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Today I was thinking of slogans and life.  At various times, we try to reduce the complex multiplicity of our lives into short sayings.  For example, we will hear or read expressions like these —

  • You only live once, but if you work it right, once is enough.
  • Our lives are like a candle in the wind.
  • Life is like an onion: You peel it off one layer at a time, and sometimes you weep.
  • Our own life is the instrument with which we experiment with the truth.
  • At one point everything you did in life was exactly what you wanted.  Sad, isn’t it?
  • Love never ends but life does.
  • Enjoy what you can, endure what you must.
  • People change, things go wrong. Just remember, life goes on.
  • Those who dance are thought to be crazy by those who don’t hear the music.
  • If you can solve your problem, why worry?  If you can’t solve your problem, why worry?
  • Simply living is too easy; but living simply is not.

Some of the just mentioned are quite provocative and insightful.  They capture in few words some big thoughts.   But, this afternoon I was going another direction.  I thought of this expression, “There is no cross that love won’t bear.”

When checking online, I found that John Wesley, back in the 1800’s used “No cross is too heavy for him to bear” in one of his sermons.  Of course, Wesley was referring to Jesus.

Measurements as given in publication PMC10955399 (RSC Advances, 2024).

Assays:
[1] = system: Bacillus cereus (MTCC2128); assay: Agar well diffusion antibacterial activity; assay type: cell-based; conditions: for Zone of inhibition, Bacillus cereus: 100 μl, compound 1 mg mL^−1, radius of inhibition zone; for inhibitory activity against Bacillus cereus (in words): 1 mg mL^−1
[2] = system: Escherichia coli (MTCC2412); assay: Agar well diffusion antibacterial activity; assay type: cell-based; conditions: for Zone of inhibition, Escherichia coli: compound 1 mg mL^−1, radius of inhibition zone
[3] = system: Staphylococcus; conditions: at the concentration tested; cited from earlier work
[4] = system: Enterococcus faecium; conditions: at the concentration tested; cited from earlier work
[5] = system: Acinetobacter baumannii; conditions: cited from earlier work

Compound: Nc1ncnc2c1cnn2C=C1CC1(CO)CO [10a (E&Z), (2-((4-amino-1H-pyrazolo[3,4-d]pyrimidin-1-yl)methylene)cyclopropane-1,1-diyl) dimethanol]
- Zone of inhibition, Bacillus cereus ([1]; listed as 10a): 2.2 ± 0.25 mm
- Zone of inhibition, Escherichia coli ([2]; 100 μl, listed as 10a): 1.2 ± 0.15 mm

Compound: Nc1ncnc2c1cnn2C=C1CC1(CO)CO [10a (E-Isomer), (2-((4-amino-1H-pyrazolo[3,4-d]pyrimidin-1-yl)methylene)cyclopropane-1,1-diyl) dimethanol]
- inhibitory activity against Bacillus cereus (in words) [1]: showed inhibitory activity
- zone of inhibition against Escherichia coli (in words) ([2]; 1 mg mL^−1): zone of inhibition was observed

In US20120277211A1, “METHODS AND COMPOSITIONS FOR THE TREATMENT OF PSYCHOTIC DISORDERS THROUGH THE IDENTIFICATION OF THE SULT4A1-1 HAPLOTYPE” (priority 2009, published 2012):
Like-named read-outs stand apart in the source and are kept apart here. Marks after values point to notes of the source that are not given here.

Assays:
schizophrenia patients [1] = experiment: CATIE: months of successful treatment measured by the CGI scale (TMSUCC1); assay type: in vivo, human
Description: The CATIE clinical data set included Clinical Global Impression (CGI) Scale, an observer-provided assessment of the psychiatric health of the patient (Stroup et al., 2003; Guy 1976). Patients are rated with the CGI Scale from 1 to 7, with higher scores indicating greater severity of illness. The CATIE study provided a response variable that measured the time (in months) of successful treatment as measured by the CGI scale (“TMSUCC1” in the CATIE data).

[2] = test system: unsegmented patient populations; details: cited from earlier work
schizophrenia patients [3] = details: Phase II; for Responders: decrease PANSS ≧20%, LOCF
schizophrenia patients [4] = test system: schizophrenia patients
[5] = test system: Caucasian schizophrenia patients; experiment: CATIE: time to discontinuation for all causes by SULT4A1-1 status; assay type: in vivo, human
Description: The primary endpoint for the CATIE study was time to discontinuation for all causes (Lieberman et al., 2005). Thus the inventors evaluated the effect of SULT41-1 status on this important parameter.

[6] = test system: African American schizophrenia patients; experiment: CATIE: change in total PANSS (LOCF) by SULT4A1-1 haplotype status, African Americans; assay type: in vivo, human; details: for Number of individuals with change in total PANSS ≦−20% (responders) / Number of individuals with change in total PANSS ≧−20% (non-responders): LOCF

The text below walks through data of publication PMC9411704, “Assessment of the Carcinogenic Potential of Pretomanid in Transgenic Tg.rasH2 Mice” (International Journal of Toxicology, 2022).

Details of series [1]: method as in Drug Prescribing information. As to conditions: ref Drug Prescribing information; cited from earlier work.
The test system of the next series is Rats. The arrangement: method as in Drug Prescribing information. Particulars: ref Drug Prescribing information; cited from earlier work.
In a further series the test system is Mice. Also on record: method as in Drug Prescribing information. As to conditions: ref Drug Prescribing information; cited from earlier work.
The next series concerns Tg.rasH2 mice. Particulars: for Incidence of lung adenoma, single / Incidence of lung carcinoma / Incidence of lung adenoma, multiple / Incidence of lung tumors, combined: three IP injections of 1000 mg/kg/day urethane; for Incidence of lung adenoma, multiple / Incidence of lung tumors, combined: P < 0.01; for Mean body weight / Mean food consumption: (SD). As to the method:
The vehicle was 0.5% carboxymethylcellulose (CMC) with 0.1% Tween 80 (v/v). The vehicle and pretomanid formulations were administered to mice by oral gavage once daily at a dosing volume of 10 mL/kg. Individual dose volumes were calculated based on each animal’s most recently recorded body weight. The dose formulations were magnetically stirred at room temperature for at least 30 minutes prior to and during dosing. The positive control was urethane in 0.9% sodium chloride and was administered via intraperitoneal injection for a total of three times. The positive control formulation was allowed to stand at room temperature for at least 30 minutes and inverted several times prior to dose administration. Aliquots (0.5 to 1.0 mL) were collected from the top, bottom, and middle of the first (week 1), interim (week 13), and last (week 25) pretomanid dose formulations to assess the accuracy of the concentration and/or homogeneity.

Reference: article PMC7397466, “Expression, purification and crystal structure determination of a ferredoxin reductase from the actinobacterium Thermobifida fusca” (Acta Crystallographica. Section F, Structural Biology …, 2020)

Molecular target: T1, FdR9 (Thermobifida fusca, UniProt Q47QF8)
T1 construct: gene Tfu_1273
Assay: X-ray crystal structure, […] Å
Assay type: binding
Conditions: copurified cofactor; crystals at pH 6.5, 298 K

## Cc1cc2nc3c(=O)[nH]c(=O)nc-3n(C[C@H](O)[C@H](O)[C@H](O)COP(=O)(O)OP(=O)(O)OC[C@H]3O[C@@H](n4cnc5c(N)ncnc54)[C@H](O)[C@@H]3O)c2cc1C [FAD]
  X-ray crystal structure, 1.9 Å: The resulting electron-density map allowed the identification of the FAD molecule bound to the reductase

In any case, as I pondered the nine words “There is no cross that love won’t bear”, I found myself trying, to the degree possible, to imagine Jesus on the cross, surrounded by some people who loved Him, but many who hated Him.  Even when on the cross, He loved His enemies.  That cross, which spiritually and psychologically was the heaviest cross that was ever borne, was still inferior to Jesus’ love.

Jesus didn’t bear that cross with a begrudging attitude, or with stoic cockiness or a sense of condescension toward the uninitiated into a mystery religion.  He bore the  cross, that state approved instrument for keeping the masses in line, to bring reconciliation between God and humanity.  He loved humanity too much to not pay the supreme sacrifice and absorb the human evil that separates us from the Father.

I know I will never love as Jesus did.  And, I know I will never be expected to do what Jesus has already done.  But, what do I lose by wanting to love as He did and does?  Nothing that’s worth keeping!!  Doling out my love as if it were a limited amount of medicine in a no-refill bottle is an insult to God’s provisions.  I live by giving, not by holding onto, what I possess.

If you have comments, I will be pleased to see them.  Thanks.